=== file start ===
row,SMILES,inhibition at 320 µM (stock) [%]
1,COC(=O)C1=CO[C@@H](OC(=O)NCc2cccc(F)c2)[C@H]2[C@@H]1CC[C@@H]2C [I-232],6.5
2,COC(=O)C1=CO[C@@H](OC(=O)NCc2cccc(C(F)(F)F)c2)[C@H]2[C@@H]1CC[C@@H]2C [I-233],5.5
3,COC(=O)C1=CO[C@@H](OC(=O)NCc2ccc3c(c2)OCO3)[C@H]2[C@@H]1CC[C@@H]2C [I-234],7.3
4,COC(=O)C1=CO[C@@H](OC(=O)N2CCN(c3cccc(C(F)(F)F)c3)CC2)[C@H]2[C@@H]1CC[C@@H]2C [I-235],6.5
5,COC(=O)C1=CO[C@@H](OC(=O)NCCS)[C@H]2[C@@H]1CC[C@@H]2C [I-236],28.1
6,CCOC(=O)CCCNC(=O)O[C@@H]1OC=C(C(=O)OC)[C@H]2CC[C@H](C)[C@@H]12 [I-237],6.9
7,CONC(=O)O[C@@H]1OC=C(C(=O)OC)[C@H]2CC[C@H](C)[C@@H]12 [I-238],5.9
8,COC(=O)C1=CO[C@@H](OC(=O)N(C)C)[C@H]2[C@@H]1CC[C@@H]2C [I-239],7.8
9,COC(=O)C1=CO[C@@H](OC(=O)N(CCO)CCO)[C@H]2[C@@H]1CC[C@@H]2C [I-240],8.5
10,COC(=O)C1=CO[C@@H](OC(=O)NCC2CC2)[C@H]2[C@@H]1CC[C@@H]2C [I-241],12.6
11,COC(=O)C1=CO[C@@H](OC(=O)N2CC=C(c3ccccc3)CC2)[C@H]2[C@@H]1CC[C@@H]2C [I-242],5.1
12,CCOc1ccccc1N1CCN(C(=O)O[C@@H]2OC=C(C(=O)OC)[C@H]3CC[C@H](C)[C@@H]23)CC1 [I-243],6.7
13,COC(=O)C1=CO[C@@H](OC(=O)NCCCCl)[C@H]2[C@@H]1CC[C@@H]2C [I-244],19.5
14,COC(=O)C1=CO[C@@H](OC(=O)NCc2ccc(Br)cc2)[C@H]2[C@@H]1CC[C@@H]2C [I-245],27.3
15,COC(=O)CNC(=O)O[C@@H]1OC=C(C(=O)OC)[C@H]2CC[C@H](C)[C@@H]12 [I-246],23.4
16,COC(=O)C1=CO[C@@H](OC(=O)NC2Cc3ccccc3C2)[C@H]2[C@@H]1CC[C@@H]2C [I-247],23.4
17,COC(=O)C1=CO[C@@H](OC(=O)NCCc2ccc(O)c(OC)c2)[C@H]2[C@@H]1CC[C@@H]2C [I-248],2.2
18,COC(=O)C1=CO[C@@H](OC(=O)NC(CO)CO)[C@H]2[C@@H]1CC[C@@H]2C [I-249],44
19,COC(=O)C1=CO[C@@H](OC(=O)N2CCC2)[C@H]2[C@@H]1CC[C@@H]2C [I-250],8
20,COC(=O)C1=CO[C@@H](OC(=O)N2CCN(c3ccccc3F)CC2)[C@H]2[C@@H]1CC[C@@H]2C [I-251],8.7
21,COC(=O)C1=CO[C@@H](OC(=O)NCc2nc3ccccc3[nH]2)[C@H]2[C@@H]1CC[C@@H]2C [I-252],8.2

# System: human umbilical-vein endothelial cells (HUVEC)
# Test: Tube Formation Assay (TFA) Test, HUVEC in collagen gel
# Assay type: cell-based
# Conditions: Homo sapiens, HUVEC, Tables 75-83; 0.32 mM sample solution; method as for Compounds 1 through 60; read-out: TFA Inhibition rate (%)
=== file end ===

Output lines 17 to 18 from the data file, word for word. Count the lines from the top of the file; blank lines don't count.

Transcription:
16,COC(=O)C1=CO[C@@H](OC(=O)NC2Cc3ccccc3C2)[C@H]2[C@@H]1CC[C@@H]2C [I-247],23.4
17,COC(=O)C1=CO[C@@H](OC(=O)NCCc2ccc(O)c(OC)c2)[C@H]2[C@@H]1CC[C@@H]2C [I-248],2.2